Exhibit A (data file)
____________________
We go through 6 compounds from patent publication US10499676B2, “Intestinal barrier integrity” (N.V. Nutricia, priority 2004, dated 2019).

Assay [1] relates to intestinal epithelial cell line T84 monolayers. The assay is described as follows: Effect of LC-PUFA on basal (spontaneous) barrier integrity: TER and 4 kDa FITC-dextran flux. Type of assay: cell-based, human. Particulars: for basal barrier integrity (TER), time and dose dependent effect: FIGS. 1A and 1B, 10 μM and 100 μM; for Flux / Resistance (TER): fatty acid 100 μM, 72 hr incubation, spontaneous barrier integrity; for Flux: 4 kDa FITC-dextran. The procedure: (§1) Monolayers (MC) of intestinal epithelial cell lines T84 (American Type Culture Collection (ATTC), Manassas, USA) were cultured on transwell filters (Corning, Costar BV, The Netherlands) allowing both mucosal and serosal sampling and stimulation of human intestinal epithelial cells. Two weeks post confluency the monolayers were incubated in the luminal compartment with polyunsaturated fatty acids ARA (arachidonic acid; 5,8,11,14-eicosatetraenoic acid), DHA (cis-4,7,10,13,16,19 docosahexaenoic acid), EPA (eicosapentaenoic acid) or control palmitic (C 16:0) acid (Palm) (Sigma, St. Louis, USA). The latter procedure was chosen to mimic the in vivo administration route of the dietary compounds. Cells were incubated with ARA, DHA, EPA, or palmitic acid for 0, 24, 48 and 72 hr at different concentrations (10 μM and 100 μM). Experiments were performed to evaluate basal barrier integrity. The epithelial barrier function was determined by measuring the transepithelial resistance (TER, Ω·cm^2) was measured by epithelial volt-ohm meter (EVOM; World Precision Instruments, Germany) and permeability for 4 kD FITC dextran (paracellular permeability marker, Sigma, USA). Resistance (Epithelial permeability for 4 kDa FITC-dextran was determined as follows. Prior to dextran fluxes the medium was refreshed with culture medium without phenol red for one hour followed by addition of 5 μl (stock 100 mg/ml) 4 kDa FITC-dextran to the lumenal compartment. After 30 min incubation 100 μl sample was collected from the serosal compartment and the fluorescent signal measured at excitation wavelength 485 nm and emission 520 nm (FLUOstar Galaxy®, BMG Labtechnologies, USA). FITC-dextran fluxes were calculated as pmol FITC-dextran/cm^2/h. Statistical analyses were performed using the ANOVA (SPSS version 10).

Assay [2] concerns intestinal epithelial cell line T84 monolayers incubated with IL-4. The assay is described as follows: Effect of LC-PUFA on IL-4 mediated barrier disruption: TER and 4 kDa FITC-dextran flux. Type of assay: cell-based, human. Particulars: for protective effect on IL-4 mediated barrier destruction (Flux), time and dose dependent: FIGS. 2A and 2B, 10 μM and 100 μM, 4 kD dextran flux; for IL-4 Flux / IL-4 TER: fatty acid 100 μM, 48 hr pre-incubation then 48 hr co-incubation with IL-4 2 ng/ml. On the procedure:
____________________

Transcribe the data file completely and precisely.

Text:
We go through 6 compounds from patent publication US10499676B2, “Intestinal barrier integrity” (N.V. Nutricia, priority 2004, dated 2019).

Assay [1] relates to intestinal epithelial cell line T84 monolayers. The assay is described as follows: Effect of LC-PUFA on basal (spontaneous) barrier integrity: TER and 4 kDa FITC-dextran flux. Type of assay: cell-based, human. Particulars: for basal barrier integrity (TER), time and dose dependent effect: FIGS. 1A and 1B, 10 μM and 100 μM; for Flux / Resistance (TER): fatty acid 100 μM, 72 hr incubation, spontaneous barrier integrity; for Flux: 4 kDa FITC-dextran. The procedure: (§1) Monolayers (MC) of intestinal epithelial cell lines T84 (American Type Culture Collection (ATTC), Manassas, USA) were cultured on transwell filters (Corning, Costar BV, The Netherlands) allowing both mucosal and serosal sampling and stimulation of human intestinal epithelial cells. Two weeks post confluency the monolayers were incubated in the luminal compartment with polyunsaturated fatty acids ARA (arachidonic acid; 5,8,11,14-eicosatetraenoic acid), DHA (cis-4,7,10,13,16,19 docosahexaenoic acid), EPA (eicosapentaenoic acid) or control palmitic (C 16:0) acid (Palm) (Sigma, St. Louis, USA). The latter procedure was chosen to mimic the in vivo administration route of the dietary compounds. Cells were incubated with ARA, DHA, EPA, or palmitic acid for 0, 24, 48 and 72 hr at different concentrations (10 μM and 100 μM). Experiments were performed to evaluate basal barrier integrity. The epithelial barrier function was determined by measuring the transepithelial resistance (TER, Ω·cm^2) was measured by epithelial volt-ohm meter (EVOM; World Precision Instruments, Germany) and permeability for 4 kD FITC dextran (paracellular permeability marker, Sigma, USA). Resistance (Epithelial permeability for 4 kDa FITC-dextran was determined as follows. Prior to dextran fluxes the medium was refreshed with culture medium without phenol red for one hour followed by addition of 5 μl (stock 100 mg/ml) 4 kDa FITC-dextran to the lumenal compartment. After 30 min incubation 100 μl sample was collected from the serosal compartment and the fluorescent signal measured at excitation wavelength 485 nm and emission 520 nm (FLUOstar Galaxy®, BMG Labtechnologies, USA). FITC-dextran fluxes were calculated as pmol FITC-dextran/cm^2/h. Statistical analyses were performed using the ANOVA (SPSS version 10).

Assay [2] concerns intestinal epithelial cell line T84 monolayers incubated with IL-4. The assay is described as follows: Effect of LC-PUFA on IL-4 mediated barrier disruption: TER and 4 kDa FITC-dextran flux. Type of assay: cell-based, human. Particulars: for protective effect on IL-4 mediated barrier destruction (Flux), time and dose dependent: FIGS. 2A and 2B, 10 μM and 100 μM, 4 kD dextran flux; for IL-4 Flux / IL-4 TER: fatty acid 100 μM, 48 hr pre-incubation then 48 hr co-incubation with IL-4 2 ng/ml. On the procedure: